A senior member of the DUP has spoken out over the handling of the botched and costly Renewable Heat Incentive scheme (RHI) – and has indicated that his political career could now be at an end as a result.
The Nolan Show has said on Thursday morning that Jonathan Bell, DUP MLA for Strangford and former minister, has given an interview to the BBC in which he reveals the “truth” of what he knows of the colossal cash-wasting blunder.
The full contents of the interview is set to be broadcast tonight.
However, in a preview clip this morning, Mr Bell said speaking out was “one of the most difficult things I’ve had to do in my life”.
READ MORE: Foster: Bell has crossed the line with DUP
He suggested that it was a possibility that he could be “ruined” as a result.
However, he said he felt compelled to help “shine a light” on the scandal.
“People tell me that if you step out, if you step outside of the box, if you put your head above the parapet, it will be shot off,” he said.
“I believe God doesn’t punish people for telling the truth. So let’s see how it plays out.”
He added: “It’ll not be easy.
“But my wife told me this morning – Jonathan, tell the truth...
“Because hospitals in Northern Ireland will not be built.
“There’s a ward in the Ulster Hospital, the Maynard Ward, is closed.
“Do you think I can sit back and not tell the truth? Not when God’s told me to tell the truth.”
The clip revealed that he had tears in his eyes at the time of the interview – which the Nolan Show describes as a “blockbuster” – and that he had prayed before conducting it.
Its full contents, including whatever revelations he has about the scheme, will be broadcast on BBC1 at 10.40pm this evening.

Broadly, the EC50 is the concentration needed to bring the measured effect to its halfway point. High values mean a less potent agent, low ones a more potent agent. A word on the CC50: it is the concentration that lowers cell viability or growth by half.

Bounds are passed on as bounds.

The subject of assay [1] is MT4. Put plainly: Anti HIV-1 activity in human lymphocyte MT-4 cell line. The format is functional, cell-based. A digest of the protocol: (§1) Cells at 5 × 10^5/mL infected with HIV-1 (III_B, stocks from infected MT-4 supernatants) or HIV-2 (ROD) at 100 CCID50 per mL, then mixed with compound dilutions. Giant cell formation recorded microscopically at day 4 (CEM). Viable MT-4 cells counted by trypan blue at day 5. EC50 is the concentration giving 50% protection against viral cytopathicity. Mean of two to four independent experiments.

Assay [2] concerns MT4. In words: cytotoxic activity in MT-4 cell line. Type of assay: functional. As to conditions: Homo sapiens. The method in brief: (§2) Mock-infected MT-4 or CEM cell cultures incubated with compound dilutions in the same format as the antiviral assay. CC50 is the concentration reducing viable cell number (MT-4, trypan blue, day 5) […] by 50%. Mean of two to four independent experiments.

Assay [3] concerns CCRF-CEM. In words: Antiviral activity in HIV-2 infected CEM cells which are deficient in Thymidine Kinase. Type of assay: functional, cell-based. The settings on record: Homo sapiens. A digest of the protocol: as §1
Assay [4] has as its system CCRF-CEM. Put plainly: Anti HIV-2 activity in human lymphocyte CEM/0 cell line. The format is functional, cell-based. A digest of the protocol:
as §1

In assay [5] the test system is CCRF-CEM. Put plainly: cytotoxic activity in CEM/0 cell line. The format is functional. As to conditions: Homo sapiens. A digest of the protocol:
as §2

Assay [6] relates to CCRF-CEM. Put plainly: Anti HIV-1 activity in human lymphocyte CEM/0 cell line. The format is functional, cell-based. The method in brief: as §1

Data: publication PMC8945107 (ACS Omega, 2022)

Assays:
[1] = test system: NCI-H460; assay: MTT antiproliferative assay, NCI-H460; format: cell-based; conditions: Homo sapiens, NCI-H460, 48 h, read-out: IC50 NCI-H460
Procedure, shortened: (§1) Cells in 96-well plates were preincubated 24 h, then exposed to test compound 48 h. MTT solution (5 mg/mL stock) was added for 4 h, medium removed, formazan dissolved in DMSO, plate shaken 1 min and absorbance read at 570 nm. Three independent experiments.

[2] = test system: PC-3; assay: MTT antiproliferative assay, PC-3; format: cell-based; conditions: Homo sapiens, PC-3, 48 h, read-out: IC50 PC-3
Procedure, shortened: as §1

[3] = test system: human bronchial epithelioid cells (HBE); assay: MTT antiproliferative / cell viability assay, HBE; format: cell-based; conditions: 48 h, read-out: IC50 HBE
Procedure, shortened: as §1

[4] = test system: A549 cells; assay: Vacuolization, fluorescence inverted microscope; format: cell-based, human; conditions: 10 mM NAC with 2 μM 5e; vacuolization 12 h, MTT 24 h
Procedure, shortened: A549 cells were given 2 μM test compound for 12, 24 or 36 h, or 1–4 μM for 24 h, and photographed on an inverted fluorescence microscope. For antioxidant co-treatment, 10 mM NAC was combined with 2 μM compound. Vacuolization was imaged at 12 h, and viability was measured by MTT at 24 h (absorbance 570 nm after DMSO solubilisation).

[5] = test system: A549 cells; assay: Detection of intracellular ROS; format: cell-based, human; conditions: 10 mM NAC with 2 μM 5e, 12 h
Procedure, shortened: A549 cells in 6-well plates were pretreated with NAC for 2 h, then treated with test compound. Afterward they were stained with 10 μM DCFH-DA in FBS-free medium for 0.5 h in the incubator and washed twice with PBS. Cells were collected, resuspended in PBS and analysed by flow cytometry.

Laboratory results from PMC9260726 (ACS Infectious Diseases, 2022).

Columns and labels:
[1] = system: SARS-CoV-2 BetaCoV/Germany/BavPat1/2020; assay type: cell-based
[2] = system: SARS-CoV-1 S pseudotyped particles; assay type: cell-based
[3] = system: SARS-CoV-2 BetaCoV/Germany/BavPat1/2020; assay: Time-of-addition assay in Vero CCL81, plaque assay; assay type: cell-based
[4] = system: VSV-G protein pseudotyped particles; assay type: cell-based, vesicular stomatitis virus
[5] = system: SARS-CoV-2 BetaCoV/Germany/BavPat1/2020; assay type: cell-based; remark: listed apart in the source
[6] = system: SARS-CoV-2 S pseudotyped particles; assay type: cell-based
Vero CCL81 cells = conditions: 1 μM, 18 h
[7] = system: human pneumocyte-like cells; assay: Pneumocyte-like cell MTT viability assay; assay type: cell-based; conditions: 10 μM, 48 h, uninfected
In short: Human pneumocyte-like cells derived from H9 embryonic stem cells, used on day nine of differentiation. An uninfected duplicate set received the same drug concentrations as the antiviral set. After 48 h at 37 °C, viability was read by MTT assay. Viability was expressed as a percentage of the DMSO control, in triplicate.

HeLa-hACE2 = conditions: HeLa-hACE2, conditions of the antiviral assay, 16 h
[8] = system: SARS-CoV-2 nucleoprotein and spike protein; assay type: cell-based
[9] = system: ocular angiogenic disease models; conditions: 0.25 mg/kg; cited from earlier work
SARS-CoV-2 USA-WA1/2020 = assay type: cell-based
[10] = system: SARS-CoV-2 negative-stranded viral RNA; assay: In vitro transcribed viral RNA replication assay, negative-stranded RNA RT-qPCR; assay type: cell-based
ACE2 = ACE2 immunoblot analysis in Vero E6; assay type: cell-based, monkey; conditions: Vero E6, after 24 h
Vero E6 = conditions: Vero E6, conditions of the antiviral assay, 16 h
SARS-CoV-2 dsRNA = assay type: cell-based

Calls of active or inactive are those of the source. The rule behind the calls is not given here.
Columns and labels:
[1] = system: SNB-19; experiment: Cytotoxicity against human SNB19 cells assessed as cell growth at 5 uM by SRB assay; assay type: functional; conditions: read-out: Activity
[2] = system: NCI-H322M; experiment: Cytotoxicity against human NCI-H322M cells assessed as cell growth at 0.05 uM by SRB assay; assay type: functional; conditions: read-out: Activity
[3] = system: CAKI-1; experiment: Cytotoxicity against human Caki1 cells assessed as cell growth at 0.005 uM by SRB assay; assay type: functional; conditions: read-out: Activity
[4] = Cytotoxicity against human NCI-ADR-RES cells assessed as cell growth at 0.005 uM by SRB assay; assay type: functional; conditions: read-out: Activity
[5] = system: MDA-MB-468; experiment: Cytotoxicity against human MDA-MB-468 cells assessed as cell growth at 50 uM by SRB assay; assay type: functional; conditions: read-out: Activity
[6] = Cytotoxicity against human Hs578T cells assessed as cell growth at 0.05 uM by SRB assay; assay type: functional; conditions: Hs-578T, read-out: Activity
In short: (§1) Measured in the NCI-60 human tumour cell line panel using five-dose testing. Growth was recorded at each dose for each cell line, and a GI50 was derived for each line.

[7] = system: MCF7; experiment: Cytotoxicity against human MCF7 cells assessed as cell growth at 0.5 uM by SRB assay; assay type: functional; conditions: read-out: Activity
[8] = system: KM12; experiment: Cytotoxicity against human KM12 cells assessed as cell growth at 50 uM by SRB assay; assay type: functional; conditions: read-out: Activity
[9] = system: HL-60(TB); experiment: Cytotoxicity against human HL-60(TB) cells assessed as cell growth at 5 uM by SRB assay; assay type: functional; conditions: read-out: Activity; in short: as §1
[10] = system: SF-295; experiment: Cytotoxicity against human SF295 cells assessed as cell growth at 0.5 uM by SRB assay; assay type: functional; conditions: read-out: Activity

The RHI scheme essentially paid people to use renewable heating systems, offering a subsidy for generating heat by burning wood pellets, for example.
However, a report into the running of the RHI earlier this year outlined how one farmer is allegedly in line to receive £1m of public money over the next 20 years for heating an empty shed, due to failures to control the how money was handed out.
Unlike in the rest of the UK, no cap or payment tier system was placed on the money that could be claimed in proportion to the size of boiler in Northern Ireland.
In effect, that enabled a business to use unnecessary heat just to make money.
It is thought that overspending on the scheme will run into hundreds of millions of pounds.
The News Letter reported on the scheme in the summer, when it was branded “catastrophic, shocking, and incredible”.
The RHI was run under the auspices of the Department for Enterprise Trade and Investment (DETI), which Mr Bell had been placed in charge of last year.
The department has since been axed, and he is no longer a minister.
Even before he took charge, the department had been in DUP hands since 2007 – including being run by Arlene Foster.
She has faced calls to resign over the matter, and will appear before MLAs to give an account of the handling of the scheme on Monday – click here for more.